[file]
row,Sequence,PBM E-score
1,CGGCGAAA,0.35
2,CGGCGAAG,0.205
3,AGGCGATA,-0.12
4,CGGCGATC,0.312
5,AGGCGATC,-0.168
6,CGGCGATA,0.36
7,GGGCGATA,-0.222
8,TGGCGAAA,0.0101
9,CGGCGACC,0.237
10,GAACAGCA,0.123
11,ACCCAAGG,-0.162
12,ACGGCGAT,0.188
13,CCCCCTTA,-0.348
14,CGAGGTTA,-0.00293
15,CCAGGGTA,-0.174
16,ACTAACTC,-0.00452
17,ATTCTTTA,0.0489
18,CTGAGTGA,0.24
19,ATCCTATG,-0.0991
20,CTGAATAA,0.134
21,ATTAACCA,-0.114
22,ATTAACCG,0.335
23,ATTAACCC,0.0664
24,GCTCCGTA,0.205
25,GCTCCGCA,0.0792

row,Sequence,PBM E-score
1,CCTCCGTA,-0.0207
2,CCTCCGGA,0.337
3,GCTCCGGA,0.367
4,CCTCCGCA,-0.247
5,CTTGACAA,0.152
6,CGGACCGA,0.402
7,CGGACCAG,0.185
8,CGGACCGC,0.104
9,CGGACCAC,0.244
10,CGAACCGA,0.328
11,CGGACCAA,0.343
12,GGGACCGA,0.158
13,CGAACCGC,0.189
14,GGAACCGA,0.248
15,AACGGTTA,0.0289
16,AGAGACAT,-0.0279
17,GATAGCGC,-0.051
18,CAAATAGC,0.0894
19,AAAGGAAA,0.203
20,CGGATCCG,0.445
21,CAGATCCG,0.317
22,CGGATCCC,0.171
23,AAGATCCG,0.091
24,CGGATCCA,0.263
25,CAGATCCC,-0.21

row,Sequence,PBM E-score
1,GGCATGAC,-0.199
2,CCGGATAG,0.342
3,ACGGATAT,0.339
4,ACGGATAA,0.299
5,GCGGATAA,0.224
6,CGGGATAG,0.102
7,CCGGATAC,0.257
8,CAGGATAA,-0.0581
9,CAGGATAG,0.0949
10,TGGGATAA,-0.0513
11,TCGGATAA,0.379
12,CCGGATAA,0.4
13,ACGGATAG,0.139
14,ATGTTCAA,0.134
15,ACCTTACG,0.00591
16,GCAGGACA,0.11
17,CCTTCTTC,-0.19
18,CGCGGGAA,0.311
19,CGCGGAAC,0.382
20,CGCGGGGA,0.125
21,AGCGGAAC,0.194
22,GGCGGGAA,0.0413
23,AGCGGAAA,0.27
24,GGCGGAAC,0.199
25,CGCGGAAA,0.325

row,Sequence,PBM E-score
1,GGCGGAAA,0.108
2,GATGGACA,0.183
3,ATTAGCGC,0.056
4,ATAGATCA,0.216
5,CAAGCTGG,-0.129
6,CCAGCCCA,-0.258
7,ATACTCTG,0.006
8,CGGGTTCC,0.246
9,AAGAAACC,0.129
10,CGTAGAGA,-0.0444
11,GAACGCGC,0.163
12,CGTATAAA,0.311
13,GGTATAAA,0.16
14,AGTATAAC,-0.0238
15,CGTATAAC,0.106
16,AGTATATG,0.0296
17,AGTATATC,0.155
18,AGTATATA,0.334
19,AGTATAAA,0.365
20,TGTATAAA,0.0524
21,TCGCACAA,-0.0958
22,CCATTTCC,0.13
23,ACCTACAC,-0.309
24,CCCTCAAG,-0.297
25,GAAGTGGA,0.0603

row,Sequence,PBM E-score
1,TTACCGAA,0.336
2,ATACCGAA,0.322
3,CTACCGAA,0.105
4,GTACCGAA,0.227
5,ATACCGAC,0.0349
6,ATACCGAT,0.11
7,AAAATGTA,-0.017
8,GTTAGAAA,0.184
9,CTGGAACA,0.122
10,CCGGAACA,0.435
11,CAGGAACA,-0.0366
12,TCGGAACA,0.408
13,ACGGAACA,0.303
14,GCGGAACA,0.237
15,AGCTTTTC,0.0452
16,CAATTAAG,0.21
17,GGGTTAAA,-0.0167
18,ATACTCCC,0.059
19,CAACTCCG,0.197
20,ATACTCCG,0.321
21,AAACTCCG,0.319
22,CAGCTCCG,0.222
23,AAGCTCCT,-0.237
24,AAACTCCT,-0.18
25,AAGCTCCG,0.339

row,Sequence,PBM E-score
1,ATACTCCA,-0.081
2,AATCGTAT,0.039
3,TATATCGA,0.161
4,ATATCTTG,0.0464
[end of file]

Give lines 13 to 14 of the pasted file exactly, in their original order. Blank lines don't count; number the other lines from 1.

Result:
12,ACGGCGAT,0.188
13,CCCCCTTA,-0.348